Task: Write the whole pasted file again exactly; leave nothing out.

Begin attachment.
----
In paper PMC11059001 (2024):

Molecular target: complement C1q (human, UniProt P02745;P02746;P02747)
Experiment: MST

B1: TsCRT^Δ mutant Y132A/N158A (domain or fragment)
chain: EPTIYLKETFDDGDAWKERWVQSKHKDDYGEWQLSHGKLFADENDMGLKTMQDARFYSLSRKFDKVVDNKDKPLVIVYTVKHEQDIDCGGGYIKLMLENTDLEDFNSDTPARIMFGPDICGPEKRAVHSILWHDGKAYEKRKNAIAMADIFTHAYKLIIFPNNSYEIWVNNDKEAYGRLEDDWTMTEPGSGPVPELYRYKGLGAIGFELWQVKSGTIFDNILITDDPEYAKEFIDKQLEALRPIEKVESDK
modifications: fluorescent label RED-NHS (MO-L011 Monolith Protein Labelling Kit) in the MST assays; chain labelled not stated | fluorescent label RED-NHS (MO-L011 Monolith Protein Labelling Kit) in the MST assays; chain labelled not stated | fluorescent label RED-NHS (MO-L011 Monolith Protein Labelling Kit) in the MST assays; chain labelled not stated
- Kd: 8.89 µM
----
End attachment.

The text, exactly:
In paper PMC11059001 (2024):

Molecular target: complement C1q (human, UniProt P02745;P02746;P02747)
Experiment: MST

B1: TsCRT^Δ mutant Y132A/N158A (domain or fragment)
chain: EPTIYLKETFDDGDAWKERWVQSKHKDDYGEWQLSHGKLFADENDMGLKTMQDARFYSLSRKFDKVVDNKDKPLVIVYTVKHEQDIDCGGGYIKLMLENTDLEDFNSDTPARIMFGPDICGPEKRAVHSILWHDGKAYEKRKNAIAMADIFTHAYKLIIFPNNSYEIWVNNDKEAYGRLEDDWTMTEPGSGPVPELYRYKGLGAIGFELWQVKSGTIFDNILITDDPEYAKEFIDKQLEALRPIEKVESDK
modifications: fluorescent label RED-NHS (MO-L011 Monolith Protein Labelling Kit) in the MST assays; chain labelled not stated | fluorescent label RED-NHS (MO-L011 Monolith Protein Labelling Kit) in the MST assays; chain labelled not stated | fluorescent label RED-NHS (MO-L011 Monolith Protein Labelling Kit) in the MST assays; chain labelled not stated
- Kd: 8.89 µM